I enjoyed reading Josh Bersin’s predictions for 2016. As he says, we are in a bold new world where everything in the area of talent and HR is changing or being fundamentally disrupted.
Josh’s research is always top notch and required reading by anyone looking to understand where our industry is heading. It also provided me with a reason to gather some thoughts that had been rattling around in my mind … not so much a set of predictions, more some observations and suggestions about this bold new world in which we work.
As you read Josh’s report it’s very clear that HR, learning, and talent leaders have no choice but to become technologists. Data science, engagement, analytics, predictive engines, design thinking, and deep learning have the power to fundamentally transform the impact of HR, Learning, and Talent but only if we understand and drive the technology agenda.
My statement is, of course, loaded with the implication that most HR and talent leaders are not strong technologists. Unfortunately, this has been my experience over the last twenty years; change is needed and it’s needed now.
The analogy I like to use is that of the Chief Marketing Officer. With the rise of marketing automation platforms, web experience management systems, social listening, and consumer engagement technologies the technical aspects of marketing have changed unrecognisably in the last ten years. The Chief Marketing Officer had to become a technologist, build teams of technologists, embrace design thinking, and disrupt their own businesses. As a result, they now often command one of the biggest (and fastest growing) technology budgets in most organizations and have become key movers and shakers. They have the seat at the table that HR has been yearning for.
I’ll say it again, HR, learning, and talent leaders have no choice but to become technologists.
Most of the HR, learning and talent platforms we use today hail from the early 1990s and the original generation of internet technologies. And since that very moment we have been bemoaning the lack of end user engagement.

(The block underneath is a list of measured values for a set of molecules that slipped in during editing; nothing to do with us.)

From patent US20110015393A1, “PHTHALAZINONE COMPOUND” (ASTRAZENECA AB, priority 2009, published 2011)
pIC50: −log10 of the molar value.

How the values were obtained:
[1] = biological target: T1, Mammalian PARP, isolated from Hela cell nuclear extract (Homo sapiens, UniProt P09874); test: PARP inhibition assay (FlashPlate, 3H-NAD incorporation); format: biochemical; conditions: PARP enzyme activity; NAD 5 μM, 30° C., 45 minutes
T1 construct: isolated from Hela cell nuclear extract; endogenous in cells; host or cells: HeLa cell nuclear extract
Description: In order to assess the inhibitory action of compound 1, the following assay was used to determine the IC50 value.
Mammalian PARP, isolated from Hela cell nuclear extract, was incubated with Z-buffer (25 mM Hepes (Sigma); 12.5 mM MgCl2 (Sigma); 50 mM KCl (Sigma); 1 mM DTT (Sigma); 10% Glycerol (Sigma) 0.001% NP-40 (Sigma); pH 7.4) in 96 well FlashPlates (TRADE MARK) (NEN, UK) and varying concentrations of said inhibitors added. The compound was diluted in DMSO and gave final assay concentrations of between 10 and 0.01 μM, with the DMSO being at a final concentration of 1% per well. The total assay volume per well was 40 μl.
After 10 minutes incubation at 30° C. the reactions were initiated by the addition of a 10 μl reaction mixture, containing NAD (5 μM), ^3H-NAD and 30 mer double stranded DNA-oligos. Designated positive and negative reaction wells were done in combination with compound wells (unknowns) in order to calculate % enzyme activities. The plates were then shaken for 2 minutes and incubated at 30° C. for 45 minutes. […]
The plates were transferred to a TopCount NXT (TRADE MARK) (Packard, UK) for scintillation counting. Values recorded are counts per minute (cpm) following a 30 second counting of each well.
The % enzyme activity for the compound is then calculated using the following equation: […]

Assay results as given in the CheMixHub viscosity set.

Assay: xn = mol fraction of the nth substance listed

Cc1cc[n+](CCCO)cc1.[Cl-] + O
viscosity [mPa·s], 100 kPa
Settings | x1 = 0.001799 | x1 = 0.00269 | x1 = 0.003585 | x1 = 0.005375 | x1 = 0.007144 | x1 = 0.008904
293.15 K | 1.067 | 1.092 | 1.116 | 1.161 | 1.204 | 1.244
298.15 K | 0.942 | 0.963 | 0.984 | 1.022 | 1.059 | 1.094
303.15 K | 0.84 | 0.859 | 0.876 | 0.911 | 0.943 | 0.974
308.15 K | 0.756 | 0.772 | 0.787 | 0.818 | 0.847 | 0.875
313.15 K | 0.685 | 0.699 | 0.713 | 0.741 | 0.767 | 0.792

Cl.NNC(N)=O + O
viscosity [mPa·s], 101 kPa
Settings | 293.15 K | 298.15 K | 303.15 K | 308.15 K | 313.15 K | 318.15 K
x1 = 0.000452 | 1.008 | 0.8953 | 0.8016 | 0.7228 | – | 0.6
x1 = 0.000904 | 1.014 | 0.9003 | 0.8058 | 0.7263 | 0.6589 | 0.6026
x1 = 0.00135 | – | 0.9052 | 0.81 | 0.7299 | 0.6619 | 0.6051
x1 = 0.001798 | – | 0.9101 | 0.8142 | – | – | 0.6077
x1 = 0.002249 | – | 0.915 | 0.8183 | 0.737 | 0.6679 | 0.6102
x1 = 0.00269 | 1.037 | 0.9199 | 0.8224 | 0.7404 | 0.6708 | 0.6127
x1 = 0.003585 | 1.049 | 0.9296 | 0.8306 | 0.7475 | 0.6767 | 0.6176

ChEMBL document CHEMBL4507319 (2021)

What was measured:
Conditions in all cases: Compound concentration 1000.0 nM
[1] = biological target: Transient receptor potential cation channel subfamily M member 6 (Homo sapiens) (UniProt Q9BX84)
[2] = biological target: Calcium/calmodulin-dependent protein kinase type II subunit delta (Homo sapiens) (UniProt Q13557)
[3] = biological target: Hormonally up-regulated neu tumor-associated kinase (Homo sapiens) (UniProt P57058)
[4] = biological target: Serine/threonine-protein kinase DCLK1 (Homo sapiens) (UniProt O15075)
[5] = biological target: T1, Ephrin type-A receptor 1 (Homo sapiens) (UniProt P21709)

The fact is that we have always been able to coerce usage (think about some of those horrible expense management systems you have been forced to use!), however, one thing we know about coerced engagement is that the data it generates is poor quality and low quantity compared to volunteered data.
Just for one moment consider the amount of data that LinkedIn has about your employees compared with your own HR and Talent systems. I can pretty much predict that there is no comparison – the LinkedIn data is inevitably more complete and more up to date. Why?
Your employees probably didn’t ask your permission to share this information with a third party and I am convinced that if they had very few organizations would have agreed. Your employees (along with 400 million others) did and continue to volunteer this data. Why?
People engage with systems for two reasons:
The message here is to always ask the “what’s in it for my employee” question when you plan any initiative. Let this guide your thinking and decision making and engagement will follow. With engagement comes better quality data and more of it and that is your pot of gold.
Very much related to the question of engagement is the question of data ownership.
Let me ask you a question. As an employee why would I volunteer data to my employer knowing that I would not be able to use that data to fulfill my own career aspirations?
How about this question. As an employee don’t I have a right to my record of skills and expertise? And shouldn’t I be able to take that record with me from role to role and job to job?
It’s amazing to me that this topic has not been tackled in any meaningful way. Until we do, we’ll continue to scratch our heads about the lack of engagement from our employees.
When we first sat down to envision TeamFit, the question of data ownership was one of the very first core principles we established.
Our belief is that the individual, at the very least, co-owns the record of the skills and expertise she has acquired at her employee and is entitled to take that record with her throughout her career. We also believe that the specific details of projects and work she performed to acquire a skill might be confidential or proprietary to the company she worked for and those details must be protected.
As an industry we’ve be talking about a portable universal resume for years and made pretty much zero progress – this is the gap that LinkedIn has exploited and all credit to them.
I would suggest to you that the question of employee data ownership is going to be one of the key topics that HR and Talent leaders and their organizations will have to address in the next few years. I suggest you get ahead of it right now and you’ll be pleasantly surprised by the engagement impact.
As Josh says, a bold new world, where everything in the area of talent and HR is changing. I encourage you to take this opportunity to disrupt and question everything we have taken for granted. It’s going to be a blast.
Understanding the skills you have and the skills you need shouldn’t be so hard.
TeamFit can quickly and precisely give you the skill insights you have always wanted.
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